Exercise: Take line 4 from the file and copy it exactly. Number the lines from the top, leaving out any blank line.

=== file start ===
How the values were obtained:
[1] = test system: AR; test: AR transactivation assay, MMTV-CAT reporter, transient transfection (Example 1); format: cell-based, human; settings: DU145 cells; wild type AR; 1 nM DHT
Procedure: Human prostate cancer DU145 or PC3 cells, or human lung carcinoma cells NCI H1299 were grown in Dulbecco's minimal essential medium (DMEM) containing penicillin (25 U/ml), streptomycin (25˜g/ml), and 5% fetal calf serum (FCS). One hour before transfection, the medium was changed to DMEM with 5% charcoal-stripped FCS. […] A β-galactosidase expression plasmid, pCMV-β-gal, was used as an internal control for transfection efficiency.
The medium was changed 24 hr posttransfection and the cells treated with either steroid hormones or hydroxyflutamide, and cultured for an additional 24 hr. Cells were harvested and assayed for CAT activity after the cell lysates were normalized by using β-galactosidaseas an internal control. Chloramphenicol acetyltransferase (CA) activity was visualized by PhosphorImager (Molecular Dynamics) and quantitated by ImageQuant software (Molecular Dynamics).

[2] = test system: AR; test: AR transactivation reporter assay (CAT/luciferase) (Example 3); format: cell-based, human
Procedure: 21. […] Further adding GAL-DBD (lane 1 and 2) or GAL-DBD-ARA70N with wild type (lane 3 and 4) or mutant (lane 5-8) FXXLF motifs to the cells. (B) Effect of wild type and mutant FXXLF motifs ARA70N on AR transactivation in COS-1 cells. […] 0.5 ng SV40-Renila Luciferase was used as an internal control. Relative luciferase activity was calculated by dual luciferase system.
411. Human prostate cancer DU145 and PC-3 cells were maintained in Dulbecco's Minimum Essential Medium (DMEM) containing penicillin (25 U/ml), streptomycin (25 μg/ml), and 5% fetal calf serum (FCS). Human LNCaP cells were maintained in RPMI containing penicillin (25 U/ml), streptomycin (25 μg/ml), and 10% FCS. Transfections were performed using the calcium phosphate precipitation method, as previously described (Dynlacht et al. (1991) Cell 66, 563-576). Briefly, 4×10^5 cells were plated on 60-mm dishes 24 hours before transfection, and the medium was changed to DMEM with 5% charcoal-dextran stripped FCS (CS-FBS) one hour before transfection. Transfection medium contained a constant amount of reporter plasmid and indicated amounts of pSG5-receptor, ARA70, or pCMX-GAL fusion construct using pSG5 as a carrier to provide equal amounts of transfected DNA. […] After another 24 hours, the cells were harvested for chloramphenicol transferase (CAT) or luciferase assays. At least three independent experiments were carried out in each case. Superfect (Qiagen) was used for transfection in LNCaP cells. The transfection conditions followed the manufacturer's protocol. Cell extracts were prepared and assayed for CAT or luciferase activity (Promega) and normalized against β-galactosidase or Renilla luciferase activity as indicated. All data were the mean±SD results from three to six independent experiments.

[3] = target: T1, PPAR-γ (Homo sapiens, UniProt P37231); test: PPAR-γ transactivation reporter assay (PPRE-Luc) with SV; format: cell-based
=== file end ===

The medium was changed 24 hr posttransfection and the cells treated with either steroid hormones or hydroxyflutamide, and cultured for an additional 24 hr. Cells were harvested and assayed for CAT activity after the cell lysates were normalized by using β-galactosidaseas an internal control. Chloramphenicol acetyltransferase (CA) activity was visualized by PhosphorImager (Molecular Dynamics) and quantitated by ImageQuant software (Molecular Dynamics).